Ministers need not assume their denominational leader is their pastor, he says. It may be another pastor in their cities. McBath says the individual must be someone with whom the pastor can develop a relationship.

McBath understands a pastor's need to be independent. "Our job forces us to be that way because so much of what we have to do, we have to do alone." But he adds that pastors cannot ask their congregations to do anything they're not willing to do themselves. "That's a problem," he says.

Hilton encourages pastors to follow these steps for finding the right ministry mentor:

1. Identify a senior minister for whom you have a great deal of respect, both in his doctrinal position and lifestyle.

2. Approach the person about developing a relationship. "Genuine accountability is birthed out of relationship," Hilton says. Developing a relationship also helps ministers "cement the deal," as they begin to see whether their talk lines up with their walk.

3. Ask him to serve as a mentor. "The accountability will not work if the person is not willing to invest in your life as a father," Hilton says. If they do not agree, go back to step one and continue to bathe the issue in prayer.

4. Make it official. "The person needs to have genuine authority that's not in word only," Hilton says. It needs to be in the bylaws, and it should be made known before the congregation.

Hilton says a healthy pastor-pastor relationship will mimic a good parent-child relationship. The leader will not try to take advantage of ministers financially. "It's the responsibility of the parent to lay up for the children. If you have a pastor who is trying to manipulate you financially and control you, that's unhealthy."

And he won't burden pastors with unwanted control. "When your children are grown, you have to express confidence in their leadership and decision-making," Hilton says. "I think a good pastor will do the same. He is not controlling, not manipulative. The father should be seeking for the best, 'What can I do for my son?' He needs to be concerned about the growth of the son."

Maximizing the Ministry Marriage

In his new book, Maximize Your Marriage, B. Courtney McBath shows how serving together in ministry can strengthen a pastoral couple's relationship.

Human self-centeredness, what might be called a "grasping mentality," dominates our world. People cling fiercely to things, as if their lives depend on what they own. The life of many an American could be summed up in a financial statement.

Jesus clarified the consequences of the grasping mentality to His disciples: " 'He who loves his life will lose it, and he who hates his life in this world will keep it for eternal life'" (John 12:25, NKJV). In other words, the secret to a prosperous life in the things of God is letting go. Jesus emptied Himself, and so must we empty ourselves. Upon this--a life of giving--do our lives and marriages depend.

When Paul quoted Jesus' words in Acts 20:35 about it being more blessed to give than receive, he was talking about the blessing of service, or ministry. Helping the weak, meeting the needs of others--these were the types of activities Paul had in mind when he referred to the blessing of giving. We might read the words of Jesus at the end of the verse this way: It is more blessed to serve those in need than to be served oneself.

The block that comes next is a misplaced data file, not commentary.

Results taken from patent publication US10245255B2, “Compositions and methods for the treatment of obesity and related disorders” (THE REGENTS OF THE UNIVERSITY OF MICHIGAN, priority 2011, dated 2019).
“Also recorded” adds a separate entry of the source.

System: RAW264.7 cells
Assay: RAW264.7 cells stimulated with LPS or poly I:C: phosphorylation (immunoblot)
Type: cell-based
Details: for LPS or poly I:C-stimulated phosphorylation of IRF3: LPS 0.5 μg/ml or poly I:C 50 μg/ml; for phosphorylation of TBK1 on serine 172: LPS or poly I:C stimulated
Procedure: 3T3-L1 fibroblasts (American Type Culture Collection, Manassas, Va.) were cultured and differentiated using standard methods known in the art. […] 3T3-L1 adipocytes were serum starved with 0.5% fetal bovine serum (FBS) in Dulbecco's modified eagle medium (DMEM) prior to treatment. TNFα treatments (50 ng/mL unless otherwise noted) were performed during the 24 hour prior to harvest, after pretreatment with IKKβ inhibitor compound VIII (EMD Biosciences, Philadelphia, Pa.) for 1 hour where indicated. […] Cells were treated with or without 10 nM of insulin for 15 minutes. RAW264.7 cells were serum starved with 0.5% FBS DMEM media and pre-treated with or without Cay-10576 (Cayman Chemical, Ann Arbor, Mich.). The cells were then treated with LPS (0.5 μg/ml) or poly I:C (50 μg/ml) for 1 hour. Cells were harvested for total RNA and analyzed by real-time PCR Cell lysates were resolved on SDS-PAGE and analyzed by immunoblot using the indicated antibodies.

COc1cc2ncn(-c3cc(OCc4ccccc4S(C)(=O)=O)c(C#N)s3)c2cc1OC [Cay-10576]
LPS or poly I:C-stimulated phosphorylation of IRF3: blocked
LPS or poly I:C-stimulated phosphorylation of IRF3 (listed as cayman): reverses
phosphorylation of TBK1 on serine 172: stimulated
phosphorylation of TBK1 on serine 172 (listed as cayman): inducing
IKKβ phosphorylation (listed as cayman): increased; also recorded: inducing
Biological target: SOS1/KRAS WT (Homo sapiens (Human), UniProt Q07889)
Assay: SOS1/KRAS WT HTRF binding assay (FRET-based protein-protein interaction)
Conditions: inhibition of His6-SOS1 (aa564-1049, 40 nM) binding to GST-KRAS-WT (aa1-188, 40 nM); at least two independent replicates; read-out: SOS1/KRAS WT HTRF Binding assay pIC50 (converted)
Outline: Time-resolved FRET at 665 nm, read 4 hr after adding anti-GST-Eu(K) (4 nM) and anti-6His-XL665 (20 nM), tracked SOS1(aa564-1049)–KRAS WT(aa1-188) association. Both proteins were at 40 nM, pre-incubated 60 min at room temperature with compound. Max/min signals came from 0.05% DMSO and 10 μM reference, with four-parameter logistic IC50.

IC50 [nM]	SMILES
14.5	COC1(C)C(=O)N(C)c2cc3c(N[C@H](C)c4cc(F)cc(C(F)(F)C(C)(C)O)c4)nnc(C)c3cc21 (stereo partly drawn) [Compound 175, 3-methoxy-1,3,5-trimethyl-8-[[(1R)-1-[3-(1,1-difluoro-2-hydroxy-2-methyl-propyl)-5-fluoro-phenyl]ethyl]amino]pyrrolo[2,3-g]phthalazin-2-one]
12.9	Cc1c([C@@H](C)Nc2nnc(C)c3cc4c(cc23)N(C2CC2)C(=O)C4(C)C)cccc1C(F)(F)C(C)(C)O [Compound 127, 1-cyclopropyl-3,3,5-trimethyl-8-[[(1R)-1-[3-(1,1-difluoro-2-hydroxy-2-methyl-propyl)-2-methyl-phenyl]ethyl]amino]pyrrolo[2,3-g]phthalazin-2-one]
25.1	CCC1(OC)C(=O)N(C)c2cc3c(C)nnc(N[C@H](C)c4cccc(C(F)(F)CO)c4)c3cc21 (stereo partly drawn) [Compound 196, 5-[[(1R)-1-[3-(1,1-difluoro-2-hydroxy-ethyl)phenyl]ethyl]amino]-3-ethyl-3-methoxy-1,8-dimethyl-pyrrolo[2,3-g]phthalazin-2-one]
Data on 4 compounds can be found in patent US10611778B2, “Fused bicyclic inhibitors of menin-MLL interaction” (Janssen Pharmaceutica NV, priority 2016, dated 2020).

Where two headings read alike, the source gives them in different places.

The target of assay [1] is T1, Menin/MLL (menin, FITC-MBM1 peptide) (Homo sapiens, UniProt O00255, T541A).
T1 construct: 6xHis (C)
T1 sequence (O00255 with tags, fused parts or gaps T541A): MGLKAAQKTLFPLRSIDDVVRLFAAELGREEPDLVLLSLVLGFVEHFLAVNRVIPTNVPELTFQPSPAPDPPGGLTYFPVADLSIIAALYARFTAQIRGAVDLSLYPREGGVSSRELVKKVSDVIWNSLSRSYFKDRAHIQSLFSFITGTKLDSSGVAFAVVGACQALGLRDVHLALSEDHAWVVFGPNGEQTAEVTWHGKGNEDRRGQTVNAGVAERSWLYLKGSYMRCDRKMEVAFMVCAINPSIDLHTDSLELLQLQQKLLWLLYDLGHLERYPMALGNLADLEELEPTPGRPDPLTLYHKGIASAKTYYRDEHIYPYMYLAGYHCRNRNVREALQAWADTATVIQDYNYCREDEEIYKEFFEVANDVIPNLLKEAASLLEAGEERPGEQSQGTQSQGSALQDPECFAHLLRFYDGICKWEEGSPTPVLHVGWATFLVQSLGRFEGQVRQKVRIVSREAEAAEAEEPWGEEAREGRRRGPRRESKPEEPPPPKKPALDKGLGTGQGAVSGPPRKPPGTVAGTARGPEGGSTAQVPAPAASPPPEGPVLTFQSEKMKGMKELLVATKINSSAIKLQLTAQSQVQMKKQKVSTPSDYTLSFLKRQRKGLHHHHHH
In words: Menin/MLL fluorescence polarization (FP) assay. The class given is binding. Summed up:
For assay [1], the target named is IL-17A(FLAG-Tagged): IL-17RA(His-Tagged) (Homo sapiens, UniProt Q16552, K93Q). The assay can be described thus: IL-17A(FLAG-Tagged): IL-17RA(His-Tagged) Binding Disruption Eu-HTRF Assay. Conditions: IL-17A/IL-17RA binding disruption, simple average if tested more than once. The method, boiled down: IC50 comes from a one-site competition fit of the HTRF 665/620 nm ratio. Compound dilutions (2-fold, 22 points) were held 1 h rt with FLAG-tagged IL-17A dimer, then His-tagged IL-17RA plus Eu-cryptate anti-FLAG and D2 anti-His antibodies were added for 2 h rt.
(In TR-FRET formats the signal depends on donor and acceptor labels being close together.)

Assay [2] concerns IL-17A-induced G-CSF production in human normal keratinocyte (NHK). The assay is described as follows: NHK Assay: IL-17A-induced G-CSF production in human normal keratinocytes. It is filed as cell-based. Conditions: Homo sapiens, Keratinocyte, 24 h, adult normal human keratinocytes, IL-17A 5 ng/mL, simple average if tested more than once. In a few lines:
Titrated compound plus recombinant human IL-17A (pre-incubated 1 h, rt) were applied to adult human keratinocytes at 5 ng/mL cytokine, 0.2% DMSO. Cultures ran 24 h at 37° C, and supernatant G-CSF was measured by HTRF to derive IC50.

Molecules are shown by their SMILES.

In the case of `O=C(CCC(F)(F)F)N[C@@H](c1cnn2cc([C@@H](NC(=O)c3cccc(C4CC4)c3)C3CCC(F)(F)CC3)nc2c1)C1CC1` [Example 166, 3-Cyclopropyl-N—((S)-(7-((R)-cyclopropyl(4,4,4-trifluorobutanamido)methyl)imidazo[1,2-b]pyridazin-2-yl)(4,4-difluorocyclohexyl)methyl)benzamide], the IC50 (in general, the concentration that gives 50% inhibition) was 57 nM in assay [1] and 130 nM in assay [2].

No principle could be more vital when it comes to marriage. As I link arms with my spouse and bless the brokenhearted, feed the hungry or clothe the naked, I am heaping the riches of Christ Jesus upon my marriage. Indeed, as my wife and I go about God's business, He looks after our business. And I would much rather have God meeting my needs than waste time grasping to meet them myself.

All of us have a collection of key memories that undergird our married lives. Here is one of mine: I am 17. My pastor from college and I are sitting in our church's small foyer. A beautiful young lady walks by us. Before I can remember to be spiritual, I ask, "Who is that?"

I ask the question for several reasons. First, because the young woman is gorgeous; second, because she appears to be about my age; and finally, because she is leading a group of young people for whom she is responsible in ministry.

This lovely woman later became my wife. God used ministry to bring us together, and He uses ministry to keep couples together. Serving with one another has brought my wife and me great joy and satisfaction for the 20-plus years we've been married.

Serving in ministry to those in need can keep couples from becoming self-absorbed. Self-centeredness warps your perspective and can erode your relationship. Corporate selfishness as a couple leads to individual selfishness, and when each spouse gets wrapped up in his or her own universe, the marriage buckles. As you and your spouse minister to others, you will release God's blessings into your marriage in abundance.

I've devoted my life to finding children who need a father, college-bound students who need assistance and struggling folks I can encourage. This is the work that brings me the most joy. Building grand church sanctuaries and preaching to thousands of people are not the endeavors I live for. I live to be a blessing.

As you share your life with others through ministry, giving becomes a way of life. And you enter a wonderful cycle of giving and receiving. God gave us His only Son, Jesus, that we might live. Giving is His nature; it's what makes Him God. As you and your spouse engage in ministry, you too will take on the heart of giving, the heart of our God.
B. Courtney McBath
Adapted from Maximize Your Marriage by B. Courtney McBath, copyright ©2002. Published by Creation House Press. Used by permission.